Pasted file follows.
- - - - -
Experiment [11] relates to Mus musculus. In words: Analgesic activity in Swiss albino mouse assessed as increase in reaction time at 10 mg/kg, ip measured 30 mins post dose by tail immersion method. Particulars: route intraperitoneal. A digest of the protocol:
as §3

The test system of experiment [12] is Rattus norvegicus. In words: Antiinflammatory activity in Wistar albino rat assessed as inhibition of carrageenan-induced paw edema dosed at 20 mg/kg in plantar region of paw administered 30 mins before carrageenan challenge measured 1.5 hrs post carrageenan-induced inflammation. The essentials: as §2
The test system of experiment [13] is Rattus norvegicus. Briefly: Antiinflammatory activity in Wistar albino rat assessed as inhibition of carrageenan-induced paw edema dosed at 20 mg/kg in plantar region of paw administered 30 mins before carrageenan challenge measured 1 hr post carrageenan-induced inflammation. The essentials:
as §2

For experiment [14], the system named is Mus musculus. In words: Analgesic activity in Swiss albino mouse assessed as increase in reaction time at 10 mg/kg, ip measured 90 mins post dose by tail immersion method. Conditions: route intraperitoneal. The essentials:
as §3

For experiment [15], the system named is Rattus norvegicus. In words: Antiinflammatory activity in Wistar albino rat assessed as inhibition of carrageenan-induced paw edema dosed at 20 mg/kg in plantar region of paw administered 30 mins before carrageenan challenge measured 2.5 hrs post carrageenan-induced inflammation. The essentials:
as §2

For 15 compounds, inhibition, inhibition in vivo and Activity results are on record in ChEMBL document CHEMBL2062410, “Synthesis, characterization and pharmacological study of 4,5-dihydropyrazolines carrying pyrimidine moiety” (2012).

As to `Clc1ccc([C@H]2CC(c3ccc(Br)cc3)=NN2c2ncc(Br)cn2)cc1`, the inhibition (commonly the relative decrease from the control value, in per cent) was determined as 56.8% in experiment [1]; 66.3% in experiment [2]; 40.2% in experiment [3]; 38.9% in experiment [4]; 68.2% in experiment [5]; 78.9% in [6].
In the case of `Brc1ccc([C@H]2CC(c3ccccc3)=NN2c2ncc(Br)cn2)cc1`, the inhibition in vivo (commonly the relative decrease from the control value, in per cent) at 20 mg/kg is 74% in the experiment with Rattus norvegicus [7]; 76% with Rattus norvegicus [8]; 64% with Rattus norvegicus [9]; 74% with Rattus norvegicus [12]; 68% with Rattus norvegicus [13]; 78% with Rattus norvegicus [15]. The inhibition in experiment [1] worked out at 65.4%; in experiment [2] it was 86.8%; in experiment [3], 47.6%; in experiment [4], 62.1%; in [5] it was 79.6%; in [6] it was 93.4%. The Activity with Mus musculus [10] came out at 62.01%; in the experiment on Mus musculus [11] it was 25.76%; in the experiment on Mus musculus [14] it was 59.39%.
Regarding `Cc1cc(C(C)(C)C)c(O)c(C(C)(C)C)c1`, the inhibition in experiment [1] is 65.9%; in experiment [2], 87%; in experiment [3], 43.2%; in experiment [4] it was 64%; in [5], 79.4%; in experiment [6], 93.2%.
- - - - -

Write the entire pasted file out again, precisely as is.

Experiment [11] relates to Mus musculus. In words: Analgesic activity in Swiss albino mouse assessed as increase in reaction time at 10 mg/kg, ip measured 30 mins post dose by tail immersion method. Particulars: route intraperitoneal. A digest of the protocol:
as §3

The test system of experiment [12] is Rattus norvegicus. In words: Antiinflammatory activity in Wistar albino rat assessed as inhibition of carrageenan-induced paw edema dosed at 20 mg/kg in plantar region of paw administered 30 mins before carrageenan challenge measured 1.5 hrs post carrageenan-induced inflammation. The essentials: as §2
The test system of experiment [13] is Rattus norvegicus. Briefly: Antiinflammatory activity in Wistar albino rat assessed as inhibition of carrageenan-induced paw edema dosed at 20 mg/kg in plantar region of paw administered 30 mins before carrageenan challenge measured 1 hr post carrageenan-induced inflammation. The essentials:
as §2

For experiment [14], the system named is Mus musculus. In words: Analgesic activity in Swiss albino mouse assessed as increase in reaction time at 10 mg/kg, ip measured 90 mins post dose by tail immersion method. Conditions: route intraperitoneal. The essentials:
as §3

For experiment [15], the system named is Rattus norvegicus. In words: Antiinflammatory activity in Wistar albino rat assessed as inhibition of carrageenan-induced paw edema dosed at 20 mg/kg in plantar region of paw administered 30 mins before carrageenan challenge measured 2.5 hrs post carrageenan-induced inflammation. The essentials:
as §2

For 15 compounds, inhibition, inhibition in vivo and Activity results are on record in ChEMBL document CHEMBL2062410, “Synthesis, characterization and pharmacological study of 4,5-dihydropyrazolines carrying pyrimidine moiety” (2012).

As to `Clc1ccc([C@H]2CC(c3ccc(Br)cc3)=NN2c2ncc(Br)cn2)cc1`, the inhibition (commonly the relative decrease from the control value, in per cent) was determined as 56.8% in experiment [1]; 66.3% in experiment [2]; 40.2% in experiment [3]; 38.9% in experiment [4]; 68.2% in experiment [5]; 78.9% in [6].
In the case of `Brc1ccc([C@H]2CC(c3ccccc3)=NN2c2ncc(Br)cn2)cc1`, the inhibition in vivo (commonly the relative decrease from the control value, in per cent) at 20 mg/kg is 74% in the experiment with Rattus norvegicus [7]; 76% with Rattus norvegicus [8]; 64% with Rattus norvegicus [9]; 74% with Rattus norvegicus [12]; 68% with Rattus norvegicus [13]; 78% with Rattus norvegicus [15]. The inhibition in experiment [1] worked out at 65.4%; in experiment [2] it was 86.8%; in experiment [3], 47.6%; in experiment [4], 62.1%; in [5] it was 79.6%; in [6] it was 93.4%. The Activity with Mus musculus [10] came out at 62.01%; in the experiment on Mus musculus [11] it was 25.76%; in the experiment on Mus musculus [14] it was 59.39%.
Regarding `Cc1cc(C(C)(C)C)c(O)c(C(C)(C)C)c1`, the inhibition in experiment [1] is 65.9%; in experiment [2], 87%; in experiment [3], 43.2%; in experiment [4] it was 64%; in [5], 79.4%; in experiment [6], 93.2%.